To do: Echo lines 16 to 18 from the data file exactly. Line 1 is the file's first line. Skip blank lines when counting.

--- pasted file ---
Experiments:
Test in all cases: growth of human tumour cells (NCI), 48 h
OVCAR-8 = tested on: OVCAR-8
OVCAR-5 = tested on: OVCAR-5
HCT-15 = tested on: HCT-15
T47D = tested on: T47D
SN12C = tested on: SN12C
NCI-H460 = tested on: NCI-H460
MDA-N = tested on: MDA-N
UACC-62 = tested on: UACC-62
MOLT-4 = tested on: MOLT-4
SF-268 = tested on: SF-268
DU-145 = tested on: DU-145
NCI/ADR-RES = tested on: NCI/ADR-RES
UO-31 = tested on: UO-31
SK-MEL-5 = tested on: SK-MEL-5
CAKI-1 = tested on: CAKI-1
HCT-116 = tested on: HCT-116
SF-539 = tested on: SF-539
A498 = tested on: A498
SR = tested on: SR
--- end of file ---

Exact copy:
SK-MEL-5 = tested on: SK-MEL-5
CAKI-1 = tested on: CAKI-1
HCT-116 = tested on: HCT-116